I have been asked to chair, and essentially curate, a debate for the Institute of Ideas at this October's Battle of Ideas event. http://www.battleofideas.org.uk/
The blurb for the event reads:
Political theatre: political animal?
In the seventies and eighties British political theatre was a byword for uncompromising attacks on the Thatcher regime, capitalism, sexism and homophobia; it preached radical social change and revolution. With the fall of the Berlin Wall, the collapse of Communism, the defeat of the Conservatives, the rise of New Labour, 9/11 and the subsequent War on Terror, where does political theatre now stand?
Actors perform a selection of extracts from plays covering the last thirty years to illuminate the development of, and relationship between, theatre and politics. Is political theatre the snarling political animal it once was, or has the beast been tamed? Is a fresh injection of politics needed to enliven British theatre, or might political theatre serve to enliven politics?
As this suggests, the debate will kick off with about half an hour of "clips" from relevant texts performed at the event by actors. This, by necessity, will pretty much preclude using company-based devised work or physical theatre. While such work will, and should, figure in the discussion, since they want clips performed by the same small group of actors (and short clips at that) my current list of suggestions is:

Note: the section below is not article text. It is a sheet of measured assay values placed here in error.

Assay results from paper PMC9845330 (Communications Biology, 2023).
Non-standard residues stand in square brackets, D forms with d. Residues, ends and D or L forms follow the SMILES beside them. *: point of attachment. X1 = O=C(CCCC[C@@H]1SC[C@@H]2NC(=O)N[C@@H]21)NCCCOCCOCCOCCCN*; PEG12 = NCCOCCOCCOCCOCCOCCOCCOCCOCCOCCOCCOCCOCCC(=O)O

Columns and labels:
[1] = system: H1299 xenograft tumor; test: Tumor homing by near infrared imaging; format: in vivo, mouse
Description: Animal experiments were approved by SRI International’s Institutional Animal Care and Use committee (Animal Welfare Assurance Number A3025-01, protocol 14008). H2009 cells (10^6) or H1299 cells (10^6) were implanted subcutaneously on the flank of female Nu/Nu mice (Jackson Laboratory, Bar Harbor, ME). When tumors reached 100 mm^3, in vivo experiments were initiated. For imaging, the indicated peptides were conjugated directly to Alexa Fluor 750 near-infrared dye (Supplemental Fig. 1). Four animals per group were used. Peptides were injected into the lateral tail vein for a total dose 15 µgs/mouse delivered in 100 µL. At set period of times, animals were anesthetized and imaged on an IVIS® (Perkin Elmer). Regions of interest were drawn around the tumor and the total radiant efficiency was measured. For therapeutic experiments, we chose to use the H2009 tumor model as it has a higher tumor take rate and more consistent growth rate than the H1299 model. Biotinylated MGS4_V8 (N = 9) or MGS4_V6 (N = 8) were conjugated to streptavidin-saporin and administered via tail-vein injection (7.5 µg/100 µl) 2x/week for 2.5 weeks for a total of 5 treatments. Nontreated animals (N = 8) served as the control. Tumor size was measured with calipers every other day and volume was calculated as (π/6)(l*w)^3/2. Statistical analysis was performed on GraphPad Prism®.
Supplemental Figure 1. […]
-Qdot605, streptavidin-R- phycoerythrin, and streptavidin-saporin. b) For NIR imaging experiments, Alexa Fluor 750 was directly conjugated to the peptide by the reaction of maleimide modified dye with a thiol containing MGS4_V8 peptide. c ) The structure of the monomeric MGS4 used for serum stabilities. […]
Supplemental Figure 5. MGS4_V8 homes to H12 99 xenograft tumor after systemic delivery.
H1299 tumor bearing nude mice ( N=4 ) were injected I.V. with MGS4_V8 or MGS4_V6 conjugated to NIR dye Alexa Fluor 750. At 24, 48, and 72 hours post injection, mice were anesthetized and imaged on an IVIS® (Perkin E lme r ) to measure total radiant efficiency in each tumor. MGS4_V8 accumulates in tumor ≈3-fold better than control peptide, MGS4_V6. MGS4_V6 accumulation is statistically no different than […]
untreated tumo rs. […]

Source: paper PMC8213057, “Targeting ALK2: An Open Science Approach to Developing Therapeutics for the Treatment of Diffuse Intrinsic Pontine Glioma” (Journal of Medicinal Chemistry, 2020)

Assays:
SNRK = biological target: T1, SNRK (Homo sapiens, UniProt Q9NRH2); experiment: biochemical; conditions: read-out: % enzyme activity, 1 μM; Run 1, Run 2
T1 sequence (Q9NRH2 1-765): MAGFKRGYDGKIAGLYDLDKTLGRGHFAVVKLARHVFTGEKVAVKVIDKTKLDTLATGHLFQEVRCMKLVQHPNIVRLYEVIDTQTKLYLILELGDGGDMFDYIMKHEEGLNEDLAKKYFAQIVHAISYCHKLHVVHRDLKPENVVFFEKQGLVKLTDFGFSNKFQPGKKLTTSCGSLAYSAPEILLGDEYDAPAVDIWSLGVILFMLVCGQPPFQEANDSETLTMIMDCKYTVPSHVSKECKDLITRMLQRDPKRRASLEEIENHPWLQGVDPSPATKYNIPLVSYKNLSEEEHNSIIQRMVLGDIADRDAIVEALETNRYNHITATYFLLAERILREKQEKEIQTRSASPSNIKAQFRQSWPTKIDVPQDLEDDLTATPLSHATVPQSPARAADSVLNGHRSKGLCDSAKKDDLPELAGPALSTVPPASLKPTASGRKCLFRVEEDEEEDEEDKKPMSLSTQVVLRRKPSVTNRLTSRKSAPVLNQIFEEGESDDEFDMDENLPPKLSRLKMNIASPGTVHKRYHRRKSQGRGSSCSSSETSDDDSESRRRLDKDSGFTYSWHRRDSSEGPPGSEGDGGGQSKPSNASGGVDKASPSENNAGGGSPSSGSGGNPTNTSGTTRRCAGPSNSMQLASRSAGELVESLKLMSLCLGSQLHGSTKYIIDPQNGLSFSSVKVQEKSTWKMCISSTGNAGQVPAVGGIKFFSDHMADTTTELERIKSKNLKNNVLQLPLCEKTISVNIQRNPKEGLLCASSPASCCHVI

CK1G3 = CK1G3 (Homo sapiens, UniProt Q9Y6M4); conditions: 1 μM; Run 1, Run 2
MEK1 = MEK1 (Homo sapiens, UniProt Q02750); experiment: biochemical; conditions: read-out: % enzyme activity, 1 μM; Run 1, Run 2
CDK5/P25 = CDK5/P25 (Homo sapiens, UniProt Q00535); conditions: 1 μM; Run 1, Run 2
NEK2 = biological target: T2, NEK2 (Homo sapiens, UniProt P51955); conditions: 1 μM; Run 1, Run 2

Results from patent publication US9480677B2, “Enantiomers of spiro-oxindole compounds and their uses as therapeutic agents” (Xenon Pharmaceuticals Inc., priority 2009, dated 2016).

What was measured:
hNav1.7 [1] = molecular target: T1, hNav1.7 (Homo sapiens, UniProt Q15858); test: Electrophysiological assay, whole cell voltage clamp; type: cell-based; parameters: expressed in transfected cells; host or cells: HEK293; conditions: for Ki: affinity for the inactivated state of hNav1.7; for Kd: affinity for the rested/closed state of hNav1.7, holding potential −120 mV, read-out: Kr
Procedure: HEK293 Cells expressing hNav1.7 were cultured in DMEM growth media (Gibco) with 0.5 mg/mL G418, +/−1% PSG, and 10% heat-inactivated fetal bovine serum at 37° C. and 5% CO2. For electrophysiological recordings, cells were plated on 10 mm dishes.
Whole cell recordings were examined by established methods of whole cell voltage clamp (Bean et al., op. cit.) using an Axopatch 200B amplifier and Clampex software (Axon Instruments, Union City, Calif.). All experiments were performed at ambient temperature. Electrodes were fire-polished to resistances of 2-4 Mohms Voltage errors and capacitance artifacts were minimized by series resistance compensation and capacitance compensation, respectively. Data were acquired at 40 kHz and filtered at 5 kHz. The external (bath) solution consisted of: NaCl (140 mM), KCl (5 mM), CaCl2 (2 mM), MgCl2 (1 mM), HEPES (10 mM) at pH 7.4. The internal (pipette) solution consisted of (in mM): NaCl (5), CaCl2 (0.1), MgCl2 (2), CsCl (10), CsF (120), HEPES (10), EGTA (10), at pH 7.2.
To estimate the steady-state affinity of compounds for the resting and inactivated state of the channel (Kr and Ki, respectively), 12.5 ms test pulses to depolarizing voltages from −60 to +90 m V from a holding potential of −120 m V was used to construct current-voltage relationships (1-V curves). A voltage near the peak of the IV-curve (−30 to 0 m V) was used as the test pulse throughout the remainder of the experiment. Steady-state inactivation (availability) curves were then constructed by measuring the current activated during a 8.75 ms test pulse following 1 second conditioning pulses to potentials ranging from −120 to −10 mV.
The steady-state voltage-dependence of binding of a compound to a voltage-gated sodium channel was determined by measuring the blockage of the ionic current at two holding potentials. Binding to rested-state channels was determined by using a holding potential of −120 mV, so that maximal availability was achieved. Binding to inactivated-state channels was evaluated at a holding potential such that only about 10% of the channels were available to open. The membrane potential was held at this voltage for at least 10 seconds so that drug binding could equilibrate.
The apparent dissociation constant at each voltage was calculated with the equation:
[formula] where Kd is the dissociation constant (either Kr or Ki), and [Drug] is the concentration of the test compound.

Romans in Britain - Howard Brenton (1983)
Masterpieces - Sarah Daniels (1984)
Serious Money - Caryl Churchill (1987)
Some Explicit Polaroids - Mark Ravenhill (1999)
Stuff Happens - David Hare (2003)
Drunk Enough to say I love You (2006)
My Child - Mike Bartlett (2007)
This is obviously a very partial picture of 'political theatre' and wholly ignores non-text-based and non-explicit political texts as well as revivals such as Hytner's Henry V, which, while politically freighted in production would just be Henry V if we were to do an extract, if you see what I mean.
The extracts should take up the first half hour of an hour and a half discussion, and should succeed in raising enough interesting points to at least launch a discussion which could take in the methodology, intent, and formal change and innovation in the "British Political Play".
If anyone has any thoughts, I'd love to hear them.